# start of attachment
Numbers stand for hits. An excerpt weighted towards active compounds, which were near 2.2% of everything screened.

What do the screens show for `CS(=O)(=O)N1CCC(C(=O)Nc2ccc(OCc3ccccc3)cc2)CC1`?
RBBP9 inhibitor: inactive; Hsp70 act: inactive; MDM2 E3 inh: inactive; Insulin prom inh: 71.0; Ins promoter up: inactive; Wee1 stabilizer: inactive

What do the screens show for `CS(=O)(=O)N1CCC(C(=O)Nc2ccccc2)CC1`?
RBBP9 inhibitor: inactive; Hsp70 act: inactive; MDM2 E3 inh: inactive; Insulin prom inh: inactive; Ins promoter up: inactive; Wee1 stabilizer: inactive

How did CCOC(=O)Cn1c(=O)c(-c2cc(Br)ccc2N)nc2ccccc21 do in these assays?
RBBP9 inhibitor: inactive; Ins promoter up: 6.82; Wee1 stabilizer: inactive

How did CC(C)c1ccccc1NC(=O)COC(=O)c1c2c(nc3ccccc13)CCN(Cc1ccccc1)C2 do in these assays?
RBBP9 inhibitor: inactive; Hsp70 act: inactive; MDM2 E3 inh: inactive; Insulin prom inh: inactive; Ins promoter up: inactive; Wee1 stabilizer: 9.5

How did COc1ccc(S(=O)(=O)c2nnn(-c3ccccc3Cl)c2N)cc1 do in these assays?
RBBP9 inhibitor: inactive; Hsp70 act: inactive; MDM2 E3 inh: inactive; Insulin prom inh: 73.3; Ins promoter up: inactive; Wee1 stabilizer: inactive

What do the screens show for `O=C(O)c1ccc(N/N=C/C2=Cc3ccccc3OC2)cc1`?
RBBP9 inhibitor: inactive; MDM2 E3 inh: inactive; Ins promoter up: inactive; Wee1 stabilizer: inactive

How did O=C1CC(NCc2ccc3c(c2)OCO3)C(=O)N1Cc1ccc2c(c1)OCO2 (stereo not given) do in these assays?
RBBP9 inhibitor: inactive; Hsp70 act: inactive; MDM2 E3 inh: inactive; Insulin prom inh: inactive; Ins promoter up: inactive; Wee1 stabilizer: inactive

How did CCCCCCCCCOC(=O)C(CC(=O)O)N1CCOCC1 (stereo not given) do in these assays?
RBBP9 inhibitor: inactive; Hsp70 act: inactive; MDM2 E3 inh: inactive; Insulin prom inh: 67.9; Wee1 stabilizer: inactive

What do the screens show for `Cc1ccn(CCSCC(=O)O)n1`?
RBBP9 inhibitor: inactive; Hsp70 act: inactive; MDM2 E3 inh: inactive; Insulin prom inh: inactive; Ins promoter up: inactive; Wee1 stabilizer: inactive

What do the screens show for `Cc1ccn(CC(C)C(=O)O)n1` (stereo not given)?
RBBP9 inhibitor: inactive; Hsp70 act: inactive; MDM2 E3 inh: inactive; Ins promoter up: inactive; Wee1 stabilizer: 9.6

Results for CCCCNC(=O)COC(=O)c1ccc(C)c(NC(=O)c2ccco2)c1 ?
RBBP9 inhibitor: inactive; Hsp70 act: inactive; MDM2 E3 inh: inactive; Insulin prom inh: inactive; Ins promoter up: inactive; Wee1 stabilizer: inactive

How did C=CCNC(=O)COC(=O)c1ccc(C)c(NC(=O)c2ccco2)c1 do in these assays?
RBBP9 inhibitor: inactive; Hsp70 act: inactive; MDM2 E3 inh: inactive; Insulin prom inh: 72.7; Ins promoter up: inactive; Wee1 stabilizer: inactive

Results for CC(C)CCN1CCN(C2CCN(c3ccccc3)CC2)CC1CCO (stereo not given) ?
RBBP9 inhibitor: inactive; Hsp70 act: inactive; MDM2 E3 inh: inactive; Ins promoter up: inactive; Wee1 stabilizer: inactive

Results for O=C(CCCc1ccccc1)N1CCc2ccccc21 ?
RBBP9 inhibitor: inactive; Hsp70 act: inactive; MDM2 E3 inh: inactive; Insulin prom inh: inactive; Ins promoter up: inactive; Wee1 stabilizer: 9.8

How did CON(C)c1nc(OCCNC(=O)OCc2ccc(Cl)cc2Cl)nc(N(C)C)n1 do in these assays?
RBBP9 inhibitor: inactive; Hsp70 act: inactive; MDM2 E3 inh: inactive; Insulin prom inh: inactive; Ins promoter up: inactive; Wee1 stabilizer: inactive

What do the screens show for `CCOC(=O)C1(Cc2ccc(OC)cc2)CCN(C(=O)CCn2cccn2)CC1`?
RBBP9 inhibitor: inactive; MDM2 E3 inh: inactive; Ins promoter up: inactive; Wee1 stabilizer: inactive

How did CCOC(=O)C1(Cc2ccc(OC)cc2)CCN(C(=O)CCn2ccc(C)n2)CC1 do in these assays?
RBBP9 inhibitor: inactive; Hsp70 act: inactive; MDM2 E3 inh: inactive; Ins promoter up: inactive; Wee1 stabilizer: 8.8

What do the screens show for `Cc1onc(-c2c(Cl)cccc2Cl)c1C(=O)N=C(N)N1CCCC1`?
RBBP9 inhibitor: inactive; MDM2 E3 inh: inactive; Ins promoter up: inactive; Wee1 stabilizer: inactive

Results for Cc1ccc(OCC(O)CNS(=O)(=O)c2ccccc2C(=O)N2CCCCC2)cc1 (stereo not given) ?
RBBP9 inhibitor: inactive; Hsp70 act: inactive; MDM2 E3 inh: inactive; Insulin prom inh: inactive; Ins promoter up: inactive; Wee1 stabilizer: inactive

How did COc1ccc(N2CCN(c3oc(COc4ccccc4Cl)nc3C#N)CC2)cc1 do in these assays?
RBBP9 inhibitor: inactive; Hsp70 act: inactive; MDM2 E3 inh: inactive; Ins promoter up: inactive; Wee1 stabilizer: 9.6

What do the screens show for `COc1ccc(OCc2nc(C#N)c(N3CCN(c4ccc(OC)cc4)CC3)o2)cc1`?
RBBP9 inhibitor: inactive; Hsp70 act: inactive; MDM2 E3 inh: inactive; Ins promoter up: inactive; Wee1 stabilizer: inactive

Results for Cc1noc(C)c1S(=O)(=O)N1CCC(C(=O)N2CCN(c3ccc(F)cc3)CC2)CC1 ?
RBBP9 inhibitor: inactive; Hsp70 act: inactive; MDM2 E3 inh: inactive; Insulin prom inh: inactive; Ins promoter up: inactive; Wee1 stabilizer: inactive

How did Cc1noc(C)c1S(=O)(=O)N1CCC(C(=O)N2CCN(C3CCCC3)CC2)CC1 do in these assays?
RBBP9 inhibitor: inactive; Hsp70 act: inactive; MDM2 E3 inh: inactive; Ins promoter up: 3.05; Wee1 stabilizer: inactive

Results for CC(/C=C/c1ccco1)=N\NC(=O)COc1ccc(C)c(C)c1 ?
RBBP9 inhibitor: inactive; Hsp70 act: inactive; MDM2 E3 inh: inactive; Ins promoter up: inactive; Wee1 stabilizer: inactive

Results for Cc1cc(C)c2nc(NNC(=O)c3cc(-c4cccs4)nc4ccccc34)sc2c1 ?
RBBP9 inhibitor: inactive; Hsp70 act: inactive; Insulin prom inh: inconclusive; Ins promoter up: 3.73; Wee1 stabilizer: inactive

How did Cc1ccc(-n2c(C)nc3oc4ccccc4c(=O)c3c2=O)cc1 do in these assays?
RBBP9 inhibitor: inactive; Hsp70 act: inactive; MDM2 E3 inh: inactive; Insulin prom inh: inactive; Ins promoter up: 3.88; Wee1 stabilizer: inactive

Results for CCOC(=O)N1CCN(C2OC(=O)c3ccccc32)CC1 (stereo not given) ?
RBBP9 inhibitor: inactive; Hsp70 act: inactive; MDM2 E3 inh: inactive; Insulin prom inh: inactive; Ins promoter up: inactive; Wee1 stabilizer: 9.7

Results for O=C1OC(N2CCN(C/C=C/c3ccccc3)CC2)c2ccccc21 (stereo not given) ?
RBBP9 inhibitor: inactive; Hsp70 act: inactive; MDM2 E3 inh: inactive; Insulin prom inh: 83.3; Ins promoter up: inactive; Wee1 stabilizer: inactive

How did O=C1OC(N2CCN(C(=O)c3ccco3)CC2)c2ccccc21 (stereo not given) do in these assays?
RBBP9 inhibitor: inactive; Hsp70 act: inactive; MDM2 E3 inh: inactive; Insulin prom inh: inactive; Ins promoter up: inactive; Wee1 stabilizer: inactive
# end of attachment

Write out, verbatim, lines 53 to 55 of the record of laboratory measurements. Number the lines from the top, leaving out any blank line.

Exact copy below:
RBBP9 inhibitor: inactive; Hsp70 act: inactive; MDM2 E3 inh: inactive; Insulin prom inh: inactive; Ins promoter up: 3.88; Wee1 stabilizer: inactive

Results for CCOC(=O)N1CCN(C2OC(=O)c3ccccc32)CC1 (stereo not given) ?
RBBP9 inhibitor: inactive; Hsp70 act: inactive; MDM2 E3 inh: inactive; Insulin prom inh: inactive; Ins promoter up: inactive; Wee1 stabilizer: 9.7